The drone industry has grown to become lucrative these days, and it is expected that it will continue to be on its way to becoming a profitable market. Every day, you can read articles discussing future projections, with investors pouring their money into numerous drone startups.

However, it is also not a secret that the use of drones is enshrouded with some concerns, especially regarding privacy and security. People are constantly worried and wary of those buzzing aerial nuisances seen flying over their residences. Indeed, it feels like there is still a long way to go when it comes to changing the perception of the general public about drones and how useful and helpful they can be in day to day activities.

Drones and Their Uses

There is so much to drones than being mere crafts hovering in the air. Through the years, both the government and the general public have seen, witnessed, and even experienced the benefits that drones have to offer. Here is a quick look at some of these uses:

Color photo of a drone in air with sunset in background; used to illustrate the meaning of drones and privacy concerns.
There is so much to drones than being mere crafts hovering in the air. | Photo credit: Pexels.
1. Providing cellular and wifi service during disasters

The Federal Aviation Administration or FAA gave their official approval on using drones to restore Puerto Rico’s cell service after Hurricane Maria devastated the country.

Drones used for the operations are named Flying Cell on Wings or COWs. These were made by AT & T to act similar to a flying cell tower. Once operational, the drones can quickly restore data, internet, and voice service to people who don’t have them following a big disaster like an earthquake or a hurricane.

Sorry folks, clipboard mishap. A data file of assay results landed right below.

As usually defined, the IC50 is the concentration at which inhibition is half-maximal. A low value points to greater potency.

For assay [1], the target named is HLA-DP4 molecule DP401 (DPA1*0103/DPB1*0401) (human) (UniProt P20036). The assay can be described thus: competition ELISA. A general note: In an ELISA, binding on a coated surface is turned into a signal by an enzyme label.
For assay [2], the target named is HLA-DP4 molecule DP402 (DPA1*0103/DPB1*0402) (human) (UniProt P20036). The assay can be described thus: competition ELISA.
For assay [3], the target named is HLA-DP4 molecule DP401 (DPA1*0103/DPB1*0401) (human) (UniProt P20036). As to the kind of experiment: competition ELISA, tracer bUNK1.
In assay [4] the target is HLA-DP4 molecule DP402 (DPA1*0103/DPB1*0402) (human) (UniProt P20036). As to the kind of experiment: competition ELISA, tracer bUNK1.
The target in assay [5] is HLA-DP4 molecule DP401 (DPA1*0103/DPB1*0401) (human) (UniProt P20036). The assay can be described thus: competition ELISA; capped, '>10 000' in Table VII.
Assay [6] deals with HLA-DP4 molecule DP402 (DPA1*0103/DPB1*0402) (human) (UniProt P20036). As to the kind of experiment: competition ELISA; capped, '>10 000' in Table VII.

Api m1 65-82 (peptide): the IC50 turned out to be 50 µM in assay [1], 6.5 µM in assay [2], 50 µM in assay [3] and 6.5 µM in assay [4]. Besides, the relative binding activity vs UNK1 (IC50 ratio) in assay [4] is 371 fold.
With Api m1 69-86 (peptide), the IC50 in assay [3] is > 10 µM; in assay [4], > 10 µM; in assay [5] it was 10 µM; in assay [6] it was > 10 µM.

In the next several years, hopefully, people will get to see more of such drones that can keep people connected even after disasters. This is a great way to change how things used to be where coverage loss is expected for weeks or sometimes, even months.

 

2. Assistance following storms and hurricanes

Back in the devastating season of hurricanes in 2017, drones also came to the rescue in numerous scenarios and locales. Drones helped in Houston after it was hit by Hurricane Harvey and also helped residents of Miami after Hurricane Irma.

These aerial crafts were also used to determine the location of the survivors of the hurricane that need rescuing. They also came handy in damage assessment and evaluation of routes to save those trapped in flood conditions. These can also be used for collecting vital information on status of areas that are otherwise impossible or difficult to reach.

In North Carolina, during Hurricane Matthew, a drone also helped in locating a man who was trapped inside his home during a flood that helped authorities rescue him.

 

3. Law enforcement

The United States’ police departments are now starting to include drones in their operations. Police officers use drones to help in damage assessment after fires, floods, and other similar natural disasters. They also use drones to develop detailed orthomosaic crime scene maps as well as places where a crime likely happened. They can then use this knowledge to respond fast to possible threats. These also assist in fugitive apprehension and accident reconstruction.

 

4. Locating and safely detonating land mines